So I think once people see a few more episodes under their belt, particularly the episode that’s going to air Friday night, I don’t think – it’s a very, very, very different show than those shows. And I also think there’s room for all of that.
Daniel Cerone: I will say this, though, as a storyteller, you can’t pay attention to what other people are doing on similar shows. I think that’s where you get into trouble, frankly, because if it’s in your head, “Oh, they did this creature” or “They did this scare” or “They did this sort of legend or mythology.”
You know, then you start comparing yourself and, look, we’re just trying to channel the character John Constantine as clearly as we can. I mean, funny, one of the first shows that I came in on as a young writer was “Charmed” and I spent, like, the first four years of my career on “Charmed.” You know, we’re doing this on “Charmed” before they’re doing on “Supernatural.” “Supernatural,” you know, “X-Files” is doing it before us. “Buffy” was in the middle of it all. You know, all you can do is trust your characters, you know. That’s, hopefully, what people are tuned in to every week and, you know, within that framework, we try and tailor, you know, we might do a vampire story or a zombie story. In fact, look, we’re doing – you know, there’s elements of a zombie coming up for us but look at filtered to the world of Papa Midnite. So it’s voodoo zombie. It’s more old school, you know, raise and assault and, you know, bring in, you know, recently-deceased humans back. It’s not the sort of zombie – apocalyptic zombie virus that we’re all accustomed to.
So, you know, we’re always going to spin it through our filter and – but you can’t worry about what other people are doing and really tell good stories. I don’t think.
Question: What are you doing to really help the non-comic book fans, how could they best get into the show because you’ve got to have – and you talked about this a little bit before, you’ve got to have that contingent in order to make this show a success on the network.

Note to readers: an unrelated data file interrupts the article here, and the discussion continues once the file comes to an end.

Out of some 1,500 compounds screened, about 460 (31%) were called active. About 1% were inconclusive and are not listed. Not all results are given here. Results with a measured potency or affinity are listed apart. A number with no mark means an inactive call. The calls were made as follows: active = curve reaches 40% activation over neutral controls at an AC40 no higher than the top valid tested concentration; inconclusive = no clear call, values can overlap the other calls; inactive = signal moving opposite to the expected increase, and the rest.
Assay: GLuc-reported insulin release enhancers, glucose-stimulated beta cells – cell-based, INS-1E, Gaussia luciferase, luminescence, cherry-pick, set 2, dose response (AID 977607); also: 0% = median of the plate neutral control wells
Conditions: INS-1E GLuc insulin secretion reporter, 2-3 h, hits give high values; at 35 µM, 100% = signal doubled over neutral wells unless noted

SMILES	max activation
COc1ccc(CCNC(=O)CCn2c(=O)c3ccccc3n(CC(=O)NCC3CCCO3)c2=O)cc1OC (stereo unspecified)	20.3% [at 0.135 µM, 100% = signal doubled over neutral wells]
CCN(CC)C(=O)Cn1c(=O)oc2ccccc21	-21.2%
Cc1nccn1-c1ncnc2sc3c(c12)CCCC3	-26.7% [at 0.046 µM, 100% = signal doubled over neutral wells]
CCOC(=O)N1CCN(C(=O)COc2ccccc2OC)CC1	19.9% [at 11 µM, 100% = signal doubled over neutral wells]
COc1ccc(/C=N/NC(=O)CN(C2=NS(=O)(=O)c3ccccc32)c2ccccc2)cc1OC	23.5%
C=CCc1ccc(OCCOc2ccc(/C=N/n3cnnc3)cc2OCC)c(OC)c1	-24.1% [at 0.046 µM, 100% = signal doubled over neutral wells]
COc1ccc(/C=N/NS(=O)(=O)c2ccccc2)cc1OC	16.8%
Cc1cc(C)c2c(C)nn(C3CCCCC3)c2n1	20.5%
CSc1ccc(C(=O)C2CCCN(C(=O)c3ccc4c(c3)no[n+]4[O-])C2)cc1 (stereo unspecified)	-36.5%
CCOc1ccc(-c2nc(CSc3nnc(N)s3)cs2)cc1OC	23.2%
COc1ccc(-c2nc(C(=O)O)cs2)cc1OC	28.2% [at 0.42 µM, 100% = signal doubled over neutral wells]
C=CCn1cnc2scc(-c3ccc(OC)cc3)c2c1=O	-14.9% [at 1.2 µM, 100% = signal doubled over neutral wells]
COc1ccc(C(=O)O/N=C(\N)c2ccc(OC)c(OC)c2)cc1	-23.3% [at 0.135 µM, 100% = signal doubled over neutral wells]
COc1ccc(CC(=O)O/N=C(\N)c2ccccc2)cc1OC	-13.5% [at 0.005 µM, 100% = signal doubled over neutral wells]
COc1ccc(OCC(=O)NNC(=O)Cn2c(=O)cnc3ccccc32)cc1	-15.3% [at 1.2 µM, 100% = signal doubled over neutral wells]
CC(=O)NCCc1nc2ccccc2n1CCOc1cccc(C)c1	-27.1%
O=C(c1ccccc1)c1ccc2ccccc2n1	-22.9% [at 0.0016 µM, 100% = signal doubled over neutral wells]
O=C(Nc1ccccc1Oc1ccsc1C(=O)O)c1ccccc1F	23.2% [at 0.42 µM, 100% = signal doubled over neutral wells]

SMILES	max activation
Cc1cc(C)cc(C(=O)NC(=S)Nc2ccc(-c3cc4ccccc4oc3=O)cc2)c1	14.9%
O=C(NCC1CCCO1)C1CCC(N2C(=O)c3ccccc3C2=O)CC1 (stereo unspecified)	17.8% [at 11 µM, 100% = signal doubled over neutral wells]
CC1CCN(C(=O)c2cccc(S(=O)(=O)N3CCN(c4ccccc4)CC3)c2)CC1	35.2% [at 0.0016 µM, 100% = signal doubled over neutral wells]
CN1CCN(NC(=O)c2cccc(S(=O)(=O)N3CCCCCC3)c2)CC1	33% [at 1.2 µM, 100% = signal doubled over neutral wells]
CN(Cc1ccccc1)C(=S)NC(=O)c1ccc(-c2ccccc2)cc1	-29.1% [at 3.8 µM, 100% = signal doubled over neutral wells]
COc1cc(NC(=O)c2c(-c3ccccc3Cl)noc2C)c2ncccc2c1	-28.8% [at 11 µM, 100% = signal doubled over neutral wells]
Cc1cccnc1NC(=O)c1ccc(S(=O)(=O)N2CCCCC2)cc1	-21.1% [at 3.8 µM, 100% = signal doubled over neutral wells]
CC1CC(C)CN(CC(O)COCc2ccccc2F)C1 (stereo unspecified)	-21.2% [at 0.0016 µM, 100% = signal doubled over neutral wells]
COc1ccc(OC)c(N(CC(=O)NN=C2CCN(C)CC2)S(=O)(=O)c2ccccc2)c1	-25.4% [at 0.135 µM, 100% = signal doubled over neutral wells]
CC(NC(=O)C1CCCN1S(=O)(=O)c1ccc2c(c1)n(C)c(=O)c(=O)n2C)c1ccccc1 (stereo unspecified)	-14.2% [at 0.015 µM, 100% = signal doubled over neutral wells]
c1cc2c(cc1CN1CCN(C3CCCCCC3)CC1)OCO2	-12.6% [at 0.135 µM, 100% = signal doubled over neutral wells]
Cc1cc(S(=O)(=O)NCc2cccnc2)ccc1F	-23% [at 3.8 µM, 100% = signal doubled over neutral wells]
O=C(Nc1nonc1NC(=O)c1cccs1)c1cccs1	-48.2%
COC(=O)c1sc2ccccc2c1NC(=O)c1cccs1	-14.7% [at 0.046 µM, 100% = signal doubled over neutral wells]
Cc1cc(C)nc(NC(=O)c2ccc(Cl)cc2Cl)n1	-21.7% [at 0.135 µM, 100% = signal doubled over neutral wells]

David S. Goyer: Sure. Sure.
Daniel Cerone: Yes. Look, I actually think in the whole wide spectrum. I actually feel like we’re tipping closer to creating the show for the non-fan and the fan, truthfully, because there isn’t a single episode or story we tell where we’re just not seeing down to tell a coherent story and every week introduce a danger and characters that you can relate to and care for and, at the same time, you know, we’re trying to spin out this, you know, the central character of John Constantine as someone who is fully of aches and pain and guilt and torment and is going about doing something because he feels personally compel to do it.
I feel like everything we’ve served and talked about this phone call is, you know, it is a little inside baseball. I mean, for anybody who knows of this, you don’t have to know of the character Papa Midnite. You don’t have to know about The Newcastle Crew. You don’t have to know about Felix Faust or the Doctor Fate Helmet or any of these elements that we’re using to enjoy the show. I mean, every week, we’re just trying to tell the most sort of honest and accessible and humanistic stories that we possibly can.
But there’s an added layer on top of that for the comic book fan where if you know the world, if you know John Constantine, if you know Hellblazer, if you know some of the iconic images and people on the DC world, it’s value added. It’ll provide that much more entertainment and fun hopefully.
David S. Goyer: And I would say one more thing, like, let’s talk about, for instance, the introduction of Jim Corrigan, who’s a character the comic book fans will know. You know, the working rule of thumb that we’ve gone by is, you know, as fans, it’s exciting for us to introduce a character like that and we know it will be to the comic book fans but…
David S. Goyer: He becomes another DC character called The Spectre as supernatural figure ultimately. But the point is it’s fun for us as fans to say “Hey, let’s get this character in there.” But we don’t want to do it just as a stunt cast and we won’t do it unless it’s organic to the story and we can introduce the character in a way that people who never read the comics will understand who he is and won’t be lost without his back story.
So we have to make sure that every time we introduce a character or a plot element like that, we can do it in a way that stays true to the source material but doesn’t alienate the broader audience and they feel like they’re missing out or they don’t understand the story because they haven’t read the comic books.